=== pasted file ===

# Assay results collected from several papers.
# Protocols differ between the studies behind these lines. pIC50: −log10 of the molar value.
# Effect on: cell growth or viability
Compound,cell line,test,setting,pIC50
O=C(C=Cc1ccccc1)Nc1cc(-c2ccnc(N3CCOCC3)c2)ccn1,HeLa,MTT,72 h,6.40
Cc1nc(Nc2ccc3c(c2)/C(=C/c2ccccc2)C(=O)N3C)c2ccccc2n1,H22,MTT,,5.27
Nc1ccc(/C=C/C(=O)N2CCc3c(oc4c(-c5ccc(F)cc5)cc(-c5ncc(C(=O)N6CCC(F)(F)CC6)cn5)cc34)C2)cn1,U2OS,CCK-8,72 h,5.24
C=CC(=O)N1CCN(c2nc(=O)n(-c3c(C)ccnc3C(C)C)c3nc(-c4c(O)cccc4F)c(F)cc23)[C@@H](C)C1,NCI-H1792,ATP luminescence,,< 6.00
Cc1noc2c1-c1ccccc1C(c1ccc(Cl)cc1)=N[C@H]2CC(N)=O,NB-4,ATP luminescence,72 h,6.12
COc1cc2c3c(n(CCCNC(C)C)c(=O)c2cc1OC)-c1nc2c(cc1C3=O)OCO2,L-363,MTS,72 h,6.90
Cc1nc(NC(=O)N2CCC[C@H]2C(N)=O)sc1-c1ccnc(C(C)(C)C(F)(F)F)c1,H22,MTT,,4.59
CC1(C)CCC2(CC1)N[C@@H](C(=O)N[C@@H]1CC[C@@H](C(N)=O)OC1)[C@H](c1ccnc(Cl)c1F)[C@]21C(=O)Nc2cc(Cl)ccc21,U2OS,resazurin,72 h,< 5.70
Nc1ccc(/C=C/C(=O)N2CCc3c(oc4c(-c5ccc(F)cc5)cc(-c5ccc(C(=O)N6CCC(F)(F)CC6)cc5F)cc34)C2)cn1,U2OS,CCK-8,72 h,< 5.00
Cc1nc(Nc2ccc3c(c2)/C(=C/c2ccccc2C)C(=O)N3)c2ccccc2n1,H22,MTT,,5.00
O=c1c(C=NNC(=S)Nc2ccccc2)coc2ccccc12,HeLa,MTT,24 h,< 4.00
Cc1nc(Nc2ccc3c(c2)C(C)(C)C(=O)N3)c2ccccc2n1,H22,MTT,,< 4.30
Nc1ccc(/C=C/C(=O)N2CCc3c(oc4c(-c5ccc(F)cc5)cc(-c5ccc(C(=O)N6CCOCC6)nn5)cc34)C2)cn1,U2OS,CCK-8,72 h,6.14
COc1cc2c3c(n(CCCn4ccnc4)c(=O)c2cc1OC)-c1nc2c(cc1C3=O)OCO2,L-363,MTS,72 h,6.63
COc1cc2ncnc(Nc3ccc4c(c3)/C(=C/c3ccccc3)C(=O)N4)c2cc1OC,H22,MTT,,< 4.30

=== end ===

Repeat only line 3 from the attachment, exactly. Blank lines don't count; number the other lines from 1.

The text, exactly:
# Effect on: cell growth or viability